It’s all about the commercials, right? I think this is getting to be less and less the case, for two reasons. First, I think people are getting more knowledgeable about football. It’s been a long standing joke that the guys come to the Super Bowl party for the game, and the ladies come for the commercials. But where I saw the game, everyone was focused on the action on the field, male and female, football newbies and veterans alike. The other reason is the Internet. All those people who used to show up for the commercials can now just dial them up on YouTube after the game (or even before the game!) That being said, I think the real winners in the commercials department were the promos. As a sci fi enthusiast, I was geeking out much more over trailers for Captain America, Thor, and Cowboys and Aliens than for the various animals getting the better of humans in corn chip and car ads. But the top promo and hence winner for me was this gem from FOX and Hugh Laurie, paying homage to perhaps the most iconic Super Bowl commercial of all:
Here’s the original, for you newer fans:
Yet another good one! While Green Bay jumped out to what looked like it could be a rout, the Steelers dug deep and made a game of it, and the outcome was in doubt up until the final minute. You can’t ask for much more from a Super Bowl game.
Sorry Steeler fans, but I think this year The Pack was the sentimental favorite, this year’s Saints. They’ve got a humble quarterback who stood patiently in Brett Favre’s shadow for years waiting for his turn, they’ve got “Lombardi” playing on Broadway, and they’ve got a team owned by the fans. The Steelers have cemented themselves as probably the best football team of all time with their 8 Super Bowl appearances, but this year belonged to the Green Bay Packers.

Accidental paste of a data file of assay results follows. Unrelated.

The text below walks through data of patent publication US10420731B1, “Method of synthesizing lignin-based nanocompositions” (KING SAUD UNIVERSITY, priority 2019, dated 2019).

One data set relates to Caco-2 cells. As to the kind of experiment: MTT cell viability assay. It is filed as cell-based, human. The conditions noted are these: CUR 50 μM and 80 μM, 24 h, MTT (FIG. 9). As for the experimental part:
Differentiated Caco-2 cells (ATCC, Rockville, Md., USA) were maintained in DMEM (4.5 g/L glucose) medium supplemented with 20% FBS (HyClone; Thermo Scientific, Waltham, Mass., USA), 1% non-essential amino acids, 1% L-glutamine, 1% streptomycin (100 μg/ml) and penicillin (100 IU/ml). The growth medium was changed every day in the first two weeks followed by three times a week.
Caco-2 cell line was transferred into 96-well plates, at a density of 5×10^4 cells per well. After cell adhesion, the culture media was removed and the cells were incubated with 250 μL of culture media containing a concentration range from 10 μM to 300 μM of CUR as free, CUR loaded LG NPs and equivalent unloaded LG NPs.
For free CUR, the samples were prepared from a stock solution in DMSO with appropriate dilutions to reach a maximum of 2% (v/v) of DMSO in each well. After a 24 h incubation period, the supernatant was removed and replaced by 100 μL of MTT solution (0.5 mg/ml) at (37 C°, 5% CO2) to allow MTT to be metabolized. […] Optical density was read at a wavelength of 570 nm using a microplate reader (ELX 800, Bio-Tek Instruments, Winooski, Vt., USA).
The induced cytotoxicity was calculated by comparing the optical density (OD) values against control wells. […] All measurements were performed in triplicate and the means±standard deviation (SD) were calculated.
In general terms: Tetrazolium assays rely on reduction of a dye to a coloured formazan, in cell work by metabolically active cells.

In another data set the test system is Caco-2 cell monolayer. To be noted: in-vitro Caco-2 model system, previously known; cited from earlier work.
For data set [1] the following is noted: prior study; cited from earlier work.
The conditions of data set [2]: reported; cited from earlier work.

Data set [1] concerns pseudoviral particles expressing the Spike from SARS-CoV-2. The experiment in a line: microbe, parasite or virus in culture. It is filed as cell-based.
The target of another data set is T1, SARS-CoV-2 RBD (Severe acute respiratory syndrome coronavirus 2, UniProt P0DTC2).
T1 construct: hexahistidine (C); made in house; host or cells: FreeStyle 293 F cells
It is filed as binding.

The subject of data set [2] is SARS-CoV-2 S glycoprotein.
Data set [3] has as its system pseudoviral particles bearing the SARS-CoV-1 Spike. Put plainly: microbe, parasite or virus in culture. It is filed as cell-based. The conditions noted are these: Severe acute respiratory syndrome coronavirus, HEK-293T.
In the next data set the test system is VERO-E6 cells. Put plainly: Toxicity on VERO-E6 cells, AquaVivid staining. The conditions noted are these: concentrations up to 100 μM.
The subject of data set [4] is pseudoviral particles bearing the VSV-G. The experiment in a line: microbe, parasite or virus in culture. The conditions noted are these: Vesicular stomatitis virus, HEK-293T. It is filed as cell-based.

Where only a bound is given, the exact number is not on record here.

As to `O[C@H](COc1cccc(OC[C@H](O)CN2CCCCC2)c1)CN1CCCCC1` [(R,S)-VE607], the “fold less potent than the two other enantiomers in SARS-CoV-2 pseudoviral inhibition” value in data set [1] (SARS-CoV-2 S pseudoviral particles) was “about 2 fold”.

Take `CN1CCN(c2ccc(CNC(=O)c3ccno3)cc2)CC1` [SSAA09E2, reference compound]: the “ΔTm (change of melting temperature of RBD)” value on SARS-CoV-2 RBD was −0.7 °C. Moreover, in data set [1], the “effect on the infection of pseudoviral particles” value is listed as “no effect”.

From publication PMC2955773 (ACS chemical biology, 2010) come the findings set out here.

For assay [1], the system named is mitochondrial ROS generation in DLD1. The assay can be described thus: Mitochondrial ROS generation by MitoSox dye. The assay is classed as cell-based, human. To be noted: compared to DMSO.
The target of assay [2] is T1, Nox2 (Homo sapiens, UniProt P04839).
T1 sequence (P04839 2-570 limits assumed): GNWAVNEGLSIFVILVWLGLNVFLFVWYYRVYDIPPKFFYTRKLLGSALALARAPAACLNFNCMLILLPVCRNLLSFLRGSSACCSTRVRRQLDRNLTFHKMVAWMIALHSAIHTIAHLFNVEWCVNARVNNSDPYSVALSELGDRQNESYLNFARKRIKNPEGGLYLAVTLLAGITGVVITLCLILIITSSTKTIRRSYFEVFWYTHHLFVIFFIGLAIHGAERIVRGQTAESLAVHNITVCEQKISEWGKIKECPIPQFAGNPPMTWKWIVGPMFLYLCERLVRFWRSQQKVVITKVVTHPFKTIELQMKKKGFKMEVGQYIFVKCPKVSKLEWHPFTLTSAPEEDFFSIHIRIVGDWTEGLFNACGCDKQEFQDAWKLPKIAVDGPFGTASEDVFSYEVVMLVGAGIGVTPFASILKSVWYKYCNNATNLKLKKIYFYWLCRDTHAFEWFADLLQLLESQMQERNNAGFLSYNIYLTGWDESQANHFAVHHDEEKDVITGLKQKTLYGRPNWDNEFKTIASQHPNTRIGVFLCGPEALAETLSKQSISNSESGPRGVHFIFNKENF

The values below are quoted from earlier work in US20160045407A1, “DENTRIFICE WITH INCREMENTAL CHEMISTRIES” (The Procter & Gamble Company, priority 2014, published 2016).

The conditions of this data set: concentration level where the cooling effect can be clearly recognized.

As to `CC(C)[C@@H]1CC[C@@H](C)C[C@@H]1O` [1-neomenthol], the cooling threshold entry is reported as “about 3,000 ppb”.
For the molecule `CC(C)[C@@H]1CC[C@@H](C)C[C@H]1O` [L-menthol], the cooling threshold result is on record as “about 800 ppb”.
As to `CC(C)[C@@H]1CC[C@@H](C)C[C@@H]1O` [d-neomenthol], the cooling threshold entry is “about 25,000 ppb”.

The Halftime Show
The halftime show may have taken the place of the commercials with respect to water cooler talk and controversy. This year the Black Eyed Peas had purists up in arms, and other fans cheering for more. You’ve got to keep in mind that any halftime show needs to be sanitized for your protection and accessible to a wide audience (wardrobe malfunctions notwithstanding). Given that, I think they did a pretty good job. I mean, the halftime formula is to pair a contemporary artist with an aging rocker. The Black Eyed Peas are still kind of hip, and when your aging rocker is Slash, I think you’re doing okay. I couldn’t complain.
OK, that’s what I got for this year. Coming up, probably some stuff about writing for a change.